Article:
Nati Harnik, Associated Press
COUNCIL BLUFFS, Iowa — Vice President Joe Biden acknowledged Tuesday that he and President Barack Obama want to raise $1 trillion in taxes on the wealthy as part of a plan to let some Bush-era tax cuts expire, giving Republicans fresh fodder to criticize the Democratic ticket just days after the vice president said the middle class has been buried during the past four years.
"On top of the trillions of dollars in spending that we have already cut, we're going to ask the wealthy to pay more. My heart breaks. Come on man," Biden said, during a stop in the battleground state of Iowa.
Biden said Romney and other Republicans often say 'Obama and Biden want to raise taxes by a trillion dollars.' Guess what? Yes, we do in one regard: We want to let that trillion dollar tax cut expire so the middle class doesn't have to bear the burden of all that money going to the super-wealthy. That's not a tax raise. That's called fairness where I come from."
Ryan Williams, a spokesman for Romney, said Biden's comment revealed an uncomfortable truth for Democrats.
"Fresh off admitting that America's middle class has been 'buried' over the last four years, Vice President Biden went a step further today and fully embraced the president's job-killing tax increases. The choice facing Americans in this election gets clearer every day," Williams said.
Just Tuesday, Biden said that middle class has been "buried" during the past four years, a statement that Republicans immediately seized upon as an unwitting indictment of the Obama administration. It is all part of a pattern in which Republicans have characterized the former U.S. senator as a gaffe-prone liability for Obama on the campaign trail, trying to undermine his role as a vocal, effective surrogate.
But Biden is taking aim of his own, saying that Republican presidential nominee Mitt Romney renounced his own tax cut during Wednesday's presidential debate.
At a campaign stop in Iowa, where early voting has already begun, Biden said Romney and running mate Paul Ryan have proposed a $5 trillion tax cut that is the "centerpiece" of their campaign.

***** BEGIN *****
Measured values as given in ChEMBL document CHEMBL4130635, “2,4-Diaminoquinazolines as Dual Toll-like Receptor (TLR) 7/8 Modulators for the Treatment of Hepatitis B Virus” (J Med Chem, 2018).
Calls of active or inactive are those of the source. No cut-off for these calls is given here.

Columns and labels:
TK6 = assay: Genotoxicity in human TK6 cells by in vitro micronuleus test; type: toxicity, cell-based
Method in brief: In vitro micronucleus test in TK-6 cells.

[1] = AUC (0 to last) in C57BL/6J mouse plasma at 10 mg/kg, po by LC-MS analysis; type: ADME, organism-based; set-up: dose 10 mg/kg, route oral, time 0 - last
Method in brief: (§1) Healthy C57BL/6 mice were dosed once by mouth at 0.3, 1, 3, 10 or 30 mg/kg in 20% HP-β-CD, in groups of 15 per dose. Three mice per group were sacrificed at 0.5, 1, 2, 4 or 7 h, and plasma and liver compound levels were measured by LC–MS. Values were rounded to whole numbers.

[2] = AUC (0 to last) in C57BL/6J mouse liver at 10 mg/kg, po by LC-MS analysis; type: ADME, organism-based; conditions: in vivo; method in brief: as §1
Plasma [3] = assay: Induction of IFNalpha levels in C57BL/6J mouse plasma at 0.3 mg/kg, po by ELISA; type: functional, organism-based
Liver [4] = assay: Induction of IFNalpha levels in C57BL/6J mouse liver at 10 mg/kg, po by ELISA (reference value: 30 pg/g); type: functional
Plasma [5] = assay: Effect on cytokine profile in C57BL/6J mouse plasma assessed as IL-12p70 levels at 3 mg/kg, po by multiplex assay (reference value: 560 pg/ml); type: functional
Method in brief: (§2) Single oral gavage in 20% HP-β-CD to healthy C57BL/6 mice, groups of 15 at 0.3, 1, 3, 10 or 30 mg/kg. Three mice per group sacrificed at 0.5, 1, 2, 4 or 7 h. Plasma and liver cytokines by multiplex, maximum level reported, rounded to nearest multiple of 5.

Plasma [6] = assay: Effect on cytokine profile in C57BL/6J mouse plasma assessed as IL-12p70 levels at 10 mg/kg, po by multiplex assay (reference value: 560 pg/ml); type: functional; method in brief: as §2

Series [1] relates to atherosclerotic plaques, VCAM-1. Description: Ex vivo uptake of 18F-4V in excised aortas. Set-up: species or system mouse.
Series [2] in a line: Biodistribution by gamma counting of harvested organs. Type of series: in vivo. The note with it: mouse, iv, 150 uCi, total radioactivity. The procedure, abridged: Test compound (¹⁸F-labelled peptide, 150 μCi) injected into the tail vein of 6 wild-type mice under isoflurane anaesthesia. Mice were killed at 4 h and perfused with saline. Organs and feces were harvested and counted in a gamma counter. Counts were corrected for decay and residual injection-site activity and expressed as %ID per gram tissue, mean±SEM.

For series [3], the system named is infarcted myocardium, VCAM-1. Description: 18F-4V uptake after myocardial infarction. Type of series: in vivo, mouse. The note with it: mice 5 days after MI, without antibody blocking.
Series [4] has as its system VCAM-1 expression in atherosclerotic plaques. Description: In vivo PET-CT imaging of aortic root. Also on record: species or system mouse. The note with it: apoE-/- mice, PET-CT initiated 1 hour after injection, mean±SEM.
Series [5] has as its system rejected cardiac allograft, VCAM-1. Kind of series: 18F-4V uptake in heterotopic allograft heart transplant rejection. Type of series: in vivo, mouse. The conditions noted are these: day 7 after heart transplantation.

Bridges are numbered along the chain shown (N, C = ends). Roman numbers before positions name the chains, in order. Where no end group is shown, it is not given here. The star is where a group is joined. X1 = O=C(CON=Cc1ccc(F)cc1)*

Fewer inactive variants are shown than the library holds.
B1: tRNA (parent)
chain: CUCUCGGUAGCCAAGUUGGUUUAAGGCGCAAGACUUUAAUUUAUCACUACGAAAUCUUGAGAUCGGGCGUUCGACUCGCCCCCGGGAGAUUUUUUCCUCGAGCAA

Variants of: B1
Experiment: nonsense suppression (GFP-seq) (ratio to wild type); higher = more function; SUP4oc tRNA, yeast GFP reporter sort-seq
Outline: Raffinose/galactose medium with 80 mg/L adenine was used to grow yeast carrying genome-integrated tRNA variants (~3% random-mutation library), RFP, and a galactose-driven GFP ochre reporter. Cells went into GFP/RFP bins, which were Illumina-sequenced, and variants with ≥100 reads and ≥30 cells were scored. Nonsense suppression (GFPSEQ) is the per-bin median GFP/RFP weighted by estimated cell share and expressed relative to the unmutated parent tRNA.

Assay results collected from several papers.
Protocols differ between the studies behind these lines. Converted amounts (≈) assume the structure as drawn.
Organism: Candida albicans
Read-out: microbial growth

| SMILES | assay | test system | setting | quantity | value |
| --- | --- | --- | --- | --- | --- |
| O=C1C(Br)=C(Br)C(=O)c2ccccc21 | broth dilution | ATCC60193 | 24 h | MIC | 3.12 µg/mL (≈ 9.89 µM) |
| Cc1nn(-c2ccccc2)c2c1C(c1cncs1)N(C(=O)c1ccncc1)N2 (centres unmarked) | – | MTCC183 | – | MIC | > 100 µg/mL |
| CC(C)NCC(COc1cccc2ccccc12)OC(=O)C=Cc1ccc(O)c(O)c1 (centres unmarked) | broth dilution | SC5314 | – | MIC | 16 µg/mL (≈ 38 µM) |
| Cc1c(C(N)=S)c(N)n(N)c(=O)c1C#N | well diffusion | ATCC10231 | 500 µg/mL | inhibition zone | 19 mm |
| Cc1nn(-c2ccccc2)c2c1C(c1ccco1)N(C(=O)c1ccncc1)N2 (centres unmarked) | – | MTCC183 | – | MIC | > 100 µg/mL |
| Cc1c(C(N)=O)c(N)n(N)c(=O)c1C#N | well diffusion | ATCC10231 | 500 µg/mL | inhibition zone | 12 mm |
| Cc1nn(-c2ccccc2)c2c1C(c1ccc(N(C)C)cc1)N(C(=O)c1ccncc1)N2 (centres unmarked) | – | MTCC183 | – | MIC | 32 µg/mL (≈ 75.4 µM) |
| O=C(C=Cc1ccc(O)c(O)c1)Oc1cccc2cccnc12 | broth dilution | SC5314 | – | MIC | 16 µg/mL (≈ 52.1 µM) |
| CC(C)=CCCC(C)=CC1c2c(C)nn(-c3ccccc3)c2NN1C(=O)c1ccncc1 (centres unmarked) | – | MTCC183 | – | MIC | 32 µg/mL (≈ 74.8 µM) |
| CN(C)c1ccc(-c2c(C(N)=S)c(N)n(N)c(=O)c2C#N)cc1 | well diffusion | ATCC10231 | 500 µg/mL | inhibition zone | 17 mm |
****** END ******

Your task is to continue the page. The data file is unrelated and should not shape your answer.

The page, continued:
During the debate, Romney denied he plans to cut taxes, saying an across-the-board cut in tax rates will be offset by the elimination of unspecified deductions and exemptions.
"Last night we found out (Romney) doesn't have a $5 trillion tax cut. I guess he outsourced that to China," Biden quipped.
While reviewers generally said Romney scored more political points than Obama during the first presidential debate Wednesday night, Biden insisted the president had done well.
Obama "put forward a clear, specific plan" during the debate, Biden told about 650 people at the Mid-America Center in Council Bluffs. But he said Obama had trouble figuring out Romney's positions on issues.
"It's hard to keep up" with Romney and Ryan, Biden said. "You never know what game Gov. Romney is going to come with."
Romney "either changed his positions on some issues or he doesn't remember them," Biden said.
Biden also mocked Romney for not releasing more years of his tax returns, as Democrats have urged him to do.
"It's bad enough he won't release the details of his tax returns. Now he won't tell you what he's going to do with your taxes either," Biden said.
While many of his attacks were delivered with a smile, Biden said Romney's flip-flops on taxes and failure to offer specifics raised questions about his character.